Focused and determined WOLF pack kindergartners keep their cool and balance.
By Julie Matuszewski; photos courtesy of Timber Trail Elementary
Tuesdays and Thursdays are greeted with Timber, the enthusiastic Timber Trail Elementary (TTE) mascot who helps facilitate 75 minutes of We Own Learning and Fun (WOLF) time for entire grade levels. During WOLF sessions, team facilitators Cindy Berndt, Wendy Wilson and Linda Johnston take the students through curriculum and lessons that have been developed based on the four C's; collaboration, communication, creativity and critical thinking. This year’s main theme focuses on effective listening in communication.
All TTE grade levels participate in WOLF time roughly 10 times within the year. WOLF brings each grade level together to participate in fun and purposeful team building activities, while classroom teachers use the allotted time for professional development with TTE professional learning specialists. All students are placed into “wolf packs” in which they create a visual avatar that represents their teams. These teams work together throughout the entire year for WOLF time.
Douglas County Sheriff Deputy Alan Stanton joined in the WOLF pack fun on the balance beam.
WOLF rotates topics and activities scheduled for the year. Themes for this year have included kickball games and rules, which aligned with the annual fall mother/son kickball event, kid’s heart challenge, circus, hot lava obstacle and more. Nice weather days bring the students outside on TTE natural surroundings while engaging in “walk and talk.” During walk and talk, students discuss supporting topics or questions with their peers. WOLF time ends with final collaborative fun activities of hula hoop, telephone, funny ball passes and crab soccer to celebrate time spent together. To make it a bit more challenging for these Timberwolves, blindfolds, ankle bands, large foam dice, ropes, pool noodles and potato sacks are used during the team building activities.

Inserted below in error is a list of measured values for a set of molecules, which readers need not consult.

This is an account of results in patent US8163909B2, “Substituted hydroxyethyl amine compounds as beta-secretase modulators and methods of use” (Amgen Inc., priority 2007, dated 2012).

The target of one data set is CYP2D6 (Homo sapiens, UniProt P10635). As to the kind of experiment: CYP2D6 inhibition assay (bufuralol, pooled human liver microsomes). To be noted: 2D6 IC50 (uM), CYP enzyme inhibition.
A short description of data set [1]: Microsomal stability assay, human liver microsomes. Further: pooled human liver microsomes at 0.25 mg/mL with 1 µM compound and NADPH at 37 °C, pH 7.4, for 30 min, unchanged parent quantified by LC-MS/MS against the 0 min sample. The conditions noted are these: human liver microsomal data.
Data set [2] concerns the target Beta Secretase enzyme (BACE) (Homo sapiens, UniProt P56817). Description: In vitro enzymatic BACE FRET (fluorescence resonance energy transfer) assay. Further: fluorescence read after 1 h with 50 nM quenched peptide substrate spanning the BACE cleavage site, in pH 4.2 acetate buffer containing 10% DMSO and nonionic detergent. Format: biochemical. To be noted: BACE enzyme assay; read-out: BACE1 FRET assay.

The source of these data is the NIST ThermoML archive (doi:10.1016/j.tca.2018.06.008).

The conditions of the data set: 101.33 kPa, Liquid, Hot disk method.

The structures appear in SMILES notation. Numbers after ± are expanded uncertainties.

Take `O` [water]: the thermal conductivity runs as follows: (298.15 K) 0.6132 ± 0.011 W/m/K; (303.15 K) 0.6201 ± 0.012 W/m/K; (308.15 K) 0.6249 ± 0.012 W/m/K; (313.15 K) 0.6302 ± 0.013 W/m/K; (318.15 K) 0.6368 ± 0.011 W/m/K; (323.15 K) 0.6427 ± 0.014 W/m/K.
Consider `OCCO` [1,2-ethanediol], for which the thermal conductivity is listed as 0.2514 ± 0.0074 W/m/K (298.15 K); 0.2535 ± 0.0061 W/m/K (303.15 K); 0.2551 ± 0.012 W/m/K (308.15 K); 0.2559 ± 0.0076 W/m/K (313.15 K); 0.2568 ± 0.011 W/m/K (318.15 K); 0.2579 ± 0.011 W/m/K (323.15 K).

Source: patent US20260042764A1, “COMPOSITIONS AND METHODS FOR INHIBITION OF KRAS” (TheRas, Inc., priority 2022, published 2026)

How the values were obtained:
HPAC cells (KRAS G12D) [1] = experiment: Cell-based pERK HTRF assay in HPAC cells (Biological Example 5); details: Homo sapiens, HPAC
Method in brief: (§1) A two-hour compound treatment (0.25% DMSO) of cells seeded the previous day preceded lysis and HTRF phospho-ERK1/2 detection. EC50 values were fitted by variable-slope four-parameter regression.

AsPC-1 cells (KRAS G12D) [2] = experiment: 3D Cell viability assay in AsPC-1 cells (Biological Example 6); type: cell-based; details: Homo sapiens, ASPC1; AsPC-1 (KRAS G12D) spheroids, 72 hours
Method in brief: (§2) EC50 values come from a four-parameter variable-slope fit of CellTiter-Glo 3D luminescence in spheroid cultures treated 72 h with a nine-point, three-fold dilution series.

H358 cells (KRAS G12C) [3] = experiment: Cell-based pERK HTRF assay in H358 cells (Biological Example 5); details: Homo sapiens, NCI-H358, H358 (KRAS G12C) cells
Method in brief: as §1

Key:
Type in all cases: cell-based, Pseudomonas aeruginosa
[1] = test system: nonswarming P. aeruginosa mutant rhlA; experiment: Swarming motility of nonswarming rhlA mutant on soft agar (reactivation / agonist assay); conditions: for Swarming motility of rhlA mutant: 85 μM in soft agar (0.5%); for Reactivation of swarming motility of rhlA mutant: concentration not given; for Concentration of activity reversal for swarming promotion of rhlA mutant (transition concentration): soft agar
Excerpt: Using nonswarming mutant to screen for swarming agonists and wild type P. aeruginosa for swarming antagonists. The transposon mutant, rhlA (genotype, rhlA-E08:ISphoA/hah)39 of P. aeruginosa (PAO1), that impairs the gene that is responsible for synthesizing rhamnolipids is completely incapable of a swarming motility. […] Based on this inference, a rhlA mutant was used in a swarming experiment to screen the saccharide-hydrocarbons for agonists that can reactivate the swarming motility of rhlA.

TTE kindergarteners rotated through WOLF circus themed stations of juggling scarves and rings, walking on stilts and boards, balancing peacock feathers on their bodies, circulating plates on sticks, and exploring pogo balls while Deputy Alan Stanton observed and participated in the event by walking the “tight rope” (aka balance beam). Stanton is one of many deputies from the Douglas County Sheriff’s Office who patrols TTE and shows support for the group projects TTE implements. During the next WOLF rotation, each wolf pack will perform a three-ring circus using favorite equipment. These circus acts are sure to be followed by audience “oohs” and “ahhs” and hopefully another circus act by Stanton.